The nearest fire station is just four blocks from the Frankford rail yard, a dense thicket of rail lines in North Philadelphia in constant use by Amtrak, Septa and freight rail companies such as Norfolk Southern. A scene of controlled chaos on most days, Frankford rail yard that night was a Level Five mass casualty event, a scene of near total darkness, twisted metal, fear and peril.
Though according to Joe Schulle, president of the Philadelphia Fire Fighters and Paramedics Union Local 22, the responding members knew exactly what needed to be done and got to it immediately.
The first decision made was to call Amtrak and have the entire Northeast Corridor shut down immediately. A southbound train rounding the blind corner would have no time to stop before ploughing into the derailed train of six passenger cars and one engine.
Next, the incident commander on the scene struck a second alarm calling for five additional units. The fire department response included four engines, two ladders, two battalion chiefs and one medic unit. Schulle also notes with appreciation the strong presence and coordinated rescue efforts of the Philadelphia Police Department.
A triage area was set up one block from the incident. The rescue operation was split into two teams, one handling the east half of the train and the other handling the west half.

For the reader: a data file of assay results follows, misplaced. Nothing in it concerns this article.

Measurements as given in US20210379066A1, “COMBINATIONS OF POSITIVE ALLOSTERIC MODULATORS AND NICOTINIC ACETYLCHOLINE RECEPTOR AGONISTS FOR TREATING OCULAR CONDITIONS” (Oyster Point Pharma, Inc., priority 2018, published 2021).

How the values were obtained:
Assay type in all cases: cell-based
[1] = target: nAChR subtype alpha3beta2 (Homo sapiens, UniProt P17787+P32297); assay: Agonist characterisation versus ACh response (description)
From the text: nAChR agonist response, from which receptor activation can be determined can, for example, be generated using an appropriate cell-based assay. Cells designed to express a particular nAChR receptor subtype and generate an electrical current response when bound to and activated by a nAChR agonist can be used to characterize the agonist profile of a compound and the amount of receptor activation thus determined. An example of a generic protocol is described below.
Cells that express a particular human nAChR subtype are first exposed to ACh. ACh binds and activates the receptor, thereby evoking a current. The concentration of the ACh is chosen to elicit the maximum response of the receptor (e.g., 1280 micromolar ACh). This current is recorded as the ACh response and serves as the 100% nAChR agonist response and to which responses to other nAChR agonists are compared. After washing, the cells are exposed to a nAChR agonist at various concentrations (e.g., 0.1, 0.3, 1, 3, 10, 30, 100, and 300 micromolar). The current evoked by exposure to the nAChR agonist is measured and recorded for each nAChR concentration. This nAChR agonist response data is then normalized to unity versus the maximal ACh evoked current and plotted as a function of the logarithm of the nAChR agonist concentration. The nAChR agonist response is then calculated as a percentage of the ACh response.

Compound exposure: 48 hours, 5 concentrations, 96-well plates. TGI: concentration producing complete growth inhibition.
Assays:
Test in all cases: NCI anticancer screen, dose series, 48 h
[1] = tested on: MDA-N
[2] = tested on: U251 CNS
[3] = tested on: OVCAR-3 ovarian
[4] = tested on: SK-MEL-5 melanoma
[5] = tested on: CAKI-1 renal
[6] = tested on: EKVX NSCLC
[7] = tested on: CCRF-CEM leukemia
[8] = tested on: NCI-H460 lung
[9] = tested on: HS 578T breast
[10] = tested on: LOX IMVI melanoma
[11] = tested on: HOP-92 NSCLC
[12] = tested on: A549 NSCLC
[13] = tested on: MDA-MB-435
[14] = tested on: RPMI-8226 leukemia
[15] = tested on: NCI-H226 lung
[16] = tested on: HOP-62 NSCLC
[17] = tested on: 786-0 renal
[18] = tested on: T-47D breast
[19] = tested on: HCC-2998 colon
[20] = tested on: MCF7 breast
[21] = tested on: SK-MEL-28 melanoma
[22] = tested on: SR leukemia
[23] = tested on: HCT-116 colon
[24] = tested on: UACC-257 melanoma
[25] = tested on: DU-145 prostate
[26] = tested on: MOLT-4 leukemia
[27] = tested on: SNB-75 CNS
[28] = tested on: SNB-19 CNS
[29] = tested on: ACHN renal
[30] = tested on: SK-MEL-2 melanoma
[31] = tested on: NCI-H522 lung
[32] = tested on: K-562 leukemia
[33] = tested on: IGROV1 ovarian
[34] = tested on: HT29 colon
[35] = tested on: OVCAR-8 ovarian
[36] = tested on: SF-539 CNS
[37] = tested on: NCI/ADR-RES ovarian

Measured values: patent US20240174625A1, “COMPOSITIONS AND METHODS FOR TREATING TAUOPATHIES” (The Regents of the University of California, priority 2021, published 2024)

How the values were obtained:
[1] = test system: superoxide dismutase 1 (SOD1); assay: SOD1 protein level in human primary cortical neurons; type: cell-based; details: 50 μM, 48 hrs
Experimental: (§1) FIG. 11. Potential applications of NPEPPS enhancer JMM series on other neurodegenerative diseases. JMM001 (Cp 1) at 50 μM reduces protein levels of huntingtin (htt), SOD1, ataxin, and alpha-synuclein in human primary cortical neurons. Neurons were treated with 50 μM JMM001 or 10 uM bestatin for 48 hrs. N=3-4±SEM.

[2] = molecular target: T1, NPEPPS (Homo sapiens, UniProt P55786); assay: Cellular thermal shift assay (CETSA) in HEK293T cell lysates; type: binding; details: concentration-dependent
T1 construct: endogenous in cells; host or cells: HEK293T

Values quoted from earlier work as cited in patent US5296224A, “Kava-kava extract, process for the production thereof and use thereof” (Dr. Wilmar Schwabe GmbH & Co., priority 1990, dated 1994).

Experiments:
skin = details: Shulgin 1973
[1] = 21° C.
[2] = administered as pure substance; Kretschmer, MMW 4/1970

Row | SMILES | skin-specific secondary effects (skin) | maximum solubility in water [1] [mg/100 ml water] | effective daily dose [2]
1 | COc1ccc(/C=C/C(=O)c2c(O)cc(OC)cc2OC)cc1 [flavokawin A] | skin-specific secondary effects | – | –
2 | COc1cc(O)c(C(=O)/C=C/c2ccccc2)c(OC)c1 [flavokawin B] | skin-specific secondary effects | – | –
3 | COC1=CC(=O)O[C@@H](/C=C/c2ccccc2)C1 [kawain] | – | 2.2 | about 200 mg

The rescue was hampered by a thicket of live 13,200 volt electrical wires dangling in and around the crash site. The incident commander on the scene said with relief that it was a miracle no one was electrocuted.
Also adding to uncertainty was the fact that the derailed train had come to a stop no more than 50 feet from several tanker cars. Fortunately, there was no fire in the derailment wreckage and the tanker cars were determined to be empty. Schulle says that no emergency responders were injured in the rescue operation.
Most of the injured were walking wounded, and many sought to assist in rescues, though for their safety they were escorted away from the rail yard. Teams of four were assembled to begin carrying the more seriously wounded out of the twisted maze of metal and then several hundred feet to the triage.
Eight passengers were killed, while the total number of wounded remains unclear. Some 236 passengers were listed on the train’s manifest, as well as five Amtrak employees. An undetermined number of passengers using a “Ten Pass,” which allows for up to 10 rides, had been aboard the train but not included on the manifest.